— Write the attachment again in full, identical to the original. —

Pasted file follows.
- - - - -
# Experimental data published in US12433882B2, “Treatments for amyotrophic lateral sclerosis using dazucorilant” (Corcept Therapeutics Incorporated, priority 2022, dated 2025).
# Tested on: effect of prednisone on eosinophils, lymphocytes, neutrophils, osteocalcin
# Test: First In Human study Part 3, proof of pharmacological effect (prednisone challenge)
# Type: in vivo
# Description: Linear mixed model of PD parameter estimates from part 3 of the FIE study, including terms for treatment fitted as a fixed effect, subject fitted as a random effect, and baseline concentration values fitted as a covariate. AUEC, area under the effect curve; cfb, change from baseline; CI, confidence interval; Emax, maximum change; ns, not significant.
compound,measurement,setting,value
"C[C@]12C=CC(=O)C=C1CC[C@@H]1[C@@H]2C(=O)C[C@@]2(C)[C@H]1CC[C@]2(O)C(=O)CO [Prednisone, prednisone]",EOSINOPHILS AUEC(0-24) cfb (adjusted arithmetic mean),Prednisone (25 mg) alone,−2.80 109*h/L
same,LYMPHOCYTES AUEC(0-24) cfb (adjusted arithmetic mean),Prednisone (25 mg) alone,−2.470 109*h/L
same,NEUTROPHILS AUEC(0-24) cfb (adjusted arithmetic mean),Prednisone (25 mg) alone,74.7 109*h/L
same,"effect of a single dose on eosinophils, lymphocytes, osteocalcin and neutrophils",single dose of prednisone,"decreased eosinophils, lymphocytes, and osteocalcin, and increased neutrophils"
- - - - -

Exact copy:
# Experimental data published in US12433882B2, “Treatments for amyotrophic lateral sclerosis using dazucorilant” (Corcept Therapeutics Incorporated, priority 2022, dated 2025).
# Tested on: effect of prednisone on eosinophils, lymphocytes, neutrophils, osteocalcin
# Test: First In Human study Part 3, proof of pharmacological effect (prednisone challenge)
# Type: in vivo
# Description: Linear mixed model of PD parameter estimates from part 3 of the FIE study, including terms for treatment fitted as a fixed effect, subject fitted as a random effect, and baseline concentration values fitted as a covariate. AUEC, area under the effect curve; cfb, change from baseline; CI, confidence interval; Emax, maximum change; ns, not significant.
compound,measurement,setting,value
"C[C@]12C=CC(=O)C=C1CC[C@@H]1[C@@H]2C(=O)C[C@@]2(C)[C@H]1CC[C@]2(O)C(=O)CO [Prednisone, prednisone]",EOSINOPHILS AUEC(0-24) cfb (adjusted arithmetic mean),Prednisone (25 mg) alone,−2.80 109*h/L
same,LYMPHOCYTES AUEC(0-24) cfb (adjusted arithmetic mean),Prednisone (25 mg) alone,−2.470 109*h/L
same,NEUTROPHILS AUEC(0-24) cfb (adjusted arithmetic mean),Prednisone (25 mg) alone,74.7 109*h/L
same,"effect of a single dose on eosinophils, lymphocytes, osteocalcin and neutrophils",single dose of prednisone,"decreased eosinophils, lymphocytes, and osteocalcin, and increased neutrophils"